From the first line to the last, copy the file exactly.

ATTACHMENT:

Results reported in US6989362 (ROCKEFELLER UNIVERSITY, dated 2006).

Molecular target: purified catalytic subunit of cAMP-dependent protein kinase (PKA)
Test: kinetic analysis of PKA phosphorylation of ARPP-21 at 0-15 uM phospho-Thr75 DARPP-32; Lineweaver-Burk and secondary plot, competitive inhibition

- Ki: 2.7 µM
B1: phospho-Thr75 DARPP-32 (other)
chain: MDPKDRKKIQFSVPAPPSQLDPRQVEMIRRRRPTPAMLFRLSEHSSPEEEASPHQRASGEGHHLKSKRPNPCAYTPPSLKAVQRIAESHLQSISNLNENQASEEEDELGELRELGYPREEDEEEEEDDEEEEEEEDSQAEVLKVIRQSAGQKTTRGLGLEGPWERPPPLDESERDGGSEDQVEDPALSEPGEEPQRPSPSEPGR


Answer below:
Results reported in US6989362 (ROCKEFELLER UNIVERSITY, dated 2006).

Molecular target: purified catalytic subunit of cAMP-dependent protein kinase (PKA)
Test: kinetic analysis of PKA phosphorylation of ARPP-21 at 0-15 uM phospho-Thr75 DARPP-32; Lineweaver-Burk and secondary plot, competitive inhibition

- Ki: 2.7 µM
B1: phospho-Thr75 DARPP-32 (other)
chain: MDPKDRKKIQFSVPAPPSQLDPRQVEMIRRRRPTPAMLFRLSEHSSPEEEASPHQRASGEGHHLKSKRPNPCAYTPPSLKAVQRIAESHLQSISNLNENQASEEEDELGELRELGYPREEDEEEEEDDEEEEEEEDSQAEVLKVIRQSAGQKTTRGLGLEGPWERPPPLDESERDGGSEDQVEDPALSEPGEEPQRPSPSEPGR